Here is a stark reality: if we do not consciously equip young Christians with a biblical worldview, they will unconsciously absorb the ideas of today’s culture. (pg. 76)
Those who know my story will know that I came out of the 90s/2000s American youth group culture that was characterized by apostasy en masse. It wasn’t until my early 20s, when I started studying apologetics from the inside of a jail cell that I came to my senses about Christianity. One book in particular that stands out among those that helped me return to Christianity was More than a Carpenter by Josh McDowell, which was later updated by his son, Sean McDowell. So, when I saw that Sean had co-written a book specifically about “Preparing Young Christians for a Challenging World,” and was looking for reviewers, I volunteered with enthusiasm.
The book is entitled, So The Next Generation Will Know: Preparing Young Christians for a Challenging World. The authors are Sean McDowell and former cold-case homicide detective and youth pastor, J. Warner Wallace, of the apologetics ministry, Cold Case Christianity. It is divided into two sections, “Section 1: Do you love me?” and “Section 2: Will you show me?” each with four chapters that are well researched and cited.
The first section gives insight to the unique characteristics of Generation Z (those born in America between 2000 and 2015). The way that McDowell and Wallace describes them is a breath of fresh air. In a time when social media seems to be tearing generations apart, their love for the younger generation really shines through. Gen Z are natives to the digital world and like to fact-check everything, so we really need to pay attention if we want to reach them, keep them, and equip them for the vital role they will be playing in Church History.
The second section zooms in on this weighty responsibility that we have to the youth. My favorite was chapter 6, “Love Trains: Resisting the Desire to Entertain Rather Than Train.” The authors encourage us to take on a missiology that trains and challenges the young, rather than making a simplified comfy Christianity that does not hold for long after high school. They also give pedagogical tips, such as “Two ‘Whys’ For Every ‘What,'” meaning every time we tell them what the Bible says, we should also tell them 1. why the claim is true and 2. why it matters.
I am especially impressed with some of J. Warner’s transparency in recalling things that he could have done better in ministry. It takes a big man to admit these kinds of mistakes and learn from them. Here are some samples of what I’m talking about:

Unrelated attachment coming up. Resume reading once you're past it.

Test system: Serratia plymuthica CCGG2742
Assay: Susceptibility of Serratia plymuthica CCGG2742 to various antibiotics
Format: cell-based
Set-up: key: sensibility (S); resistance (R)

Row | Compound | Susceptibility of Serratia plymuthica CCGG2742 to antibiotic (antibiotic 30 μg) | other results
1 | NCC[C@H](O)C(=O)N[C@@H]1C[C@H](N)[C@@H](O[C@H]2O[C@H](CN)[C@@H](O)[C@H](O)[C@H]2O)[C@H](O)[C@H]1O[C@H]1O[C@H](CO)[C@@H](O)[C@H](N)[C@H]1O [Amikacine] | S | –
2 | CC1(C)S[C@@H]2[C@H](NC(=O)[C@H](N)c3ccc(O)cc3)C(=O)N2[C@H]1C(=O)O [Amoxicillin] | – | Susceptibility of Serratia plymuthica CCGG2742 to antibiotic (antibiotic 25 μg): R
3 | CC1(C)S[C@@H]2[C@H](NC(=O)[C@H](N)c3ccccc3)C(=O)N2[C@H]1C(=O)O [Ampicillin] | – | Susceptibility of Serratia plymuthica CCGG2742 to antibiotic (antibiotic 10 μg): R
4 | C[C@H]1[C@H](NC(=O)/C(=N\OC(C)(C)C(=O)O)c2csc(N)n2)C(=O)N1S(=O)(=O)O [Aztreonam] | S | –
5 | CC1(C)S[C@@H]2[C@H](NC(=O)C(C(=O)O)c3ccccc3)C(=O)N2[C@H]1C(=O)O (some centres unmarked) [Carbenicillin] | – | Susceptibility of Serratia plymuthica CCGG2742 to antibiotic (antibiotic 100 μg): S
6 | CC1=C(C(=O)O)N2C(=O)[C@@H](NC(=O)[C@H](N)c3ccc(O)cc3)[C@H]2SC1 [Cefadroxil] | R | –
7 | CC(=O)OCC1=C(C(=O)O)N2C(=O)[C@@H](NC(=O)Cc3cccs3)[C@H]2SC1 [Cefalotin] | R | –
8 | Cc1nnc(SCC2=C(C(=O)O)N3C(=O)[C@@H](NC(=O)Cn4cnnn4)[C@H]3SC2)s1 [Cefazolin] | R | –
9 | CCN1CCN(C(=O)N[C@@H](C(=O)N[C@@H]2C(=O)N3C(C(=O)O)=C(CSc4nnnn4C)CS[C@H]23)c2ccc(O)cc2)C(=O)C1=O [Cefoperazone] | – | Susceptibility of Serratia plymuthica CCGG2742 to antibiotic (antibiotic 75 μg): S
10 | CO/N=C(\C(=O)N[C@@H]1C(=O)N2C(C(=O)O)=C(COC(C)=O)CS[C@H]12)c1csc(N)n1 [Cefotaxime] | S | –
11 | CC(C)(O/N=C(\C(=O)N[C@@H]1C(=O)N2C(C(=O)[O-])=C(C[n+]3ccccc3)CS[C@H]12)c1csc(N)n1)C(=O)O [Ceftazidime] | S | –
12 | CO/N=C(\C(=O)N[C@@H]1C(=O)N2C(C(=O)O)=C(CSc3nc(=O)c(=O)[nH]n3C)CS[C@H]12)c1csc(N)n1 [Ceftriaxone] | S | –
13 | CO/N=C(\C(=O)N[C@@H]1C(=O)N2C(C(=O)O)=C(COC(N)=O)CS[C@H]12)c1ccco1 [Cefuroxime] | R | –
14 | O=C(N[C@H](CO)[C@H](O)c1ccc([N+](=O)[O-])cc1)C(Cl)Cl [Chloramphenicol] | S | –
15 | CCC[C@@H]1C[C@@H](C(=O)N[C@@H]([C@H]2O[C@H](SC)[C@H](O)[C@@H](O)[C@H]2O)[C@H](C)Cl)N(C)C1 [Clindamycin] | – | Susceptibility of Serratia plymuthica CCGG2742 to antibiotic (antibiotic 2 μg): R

At each of these events, we managed to slip in a Christian message at the end of the day, but if I’m honest, that wasn’t our true focus. Far more time was spent entertaining our students (and their friends) than teaching or training them as Christian believers. (pp. 115–116)
One honest father once told me, “If your youth group can keep my kids from using drugs and having sex, I would consider it a win!” That rather candid sentiment may be more common than you think. In my first year on the job, many of the topics I engaged with my group were entirely about appropriate behavior. But that obviously didn’t stop Joey from slipping into narcotic use. (pg. 120)
Not long after graduating the first seniors, we found that most of them walked away from Christianity in the initial weeks of their freshman year at college. Many of our current students were still in touch with these new non-believers, and when I heard that they now rejected the existence of God, I was crushed, and I accepted the blame. (pg. 28)
It is so unfortunate that J. Warner and his students, their friends, and their families went through that. They are not alone. Perhaps books like So The Next Generation Will Know can help us as a Church start thinking in a way that will help turn the tide.
I highly recommend this book to anyone who works with Generation Z. I’m not only talking about youth pastors. This book is valuable to parents, teachers, Sunday School teachers, pastors, aunts, uncles, grandparents, internet trolls, basically anyone who has a young person in his life that he could be reaching.
Title: So The Next Generation Will Know:
Preparing Young Christians for a Challenging World
Authors: Sean McDowell and J. Warner Wallace
Publisher: David C Cook
Release Date: May 2019
Trim Size: 5.5×8.25
Page Count: 208
Rating: 4.5 out of 5 Justin Martyrs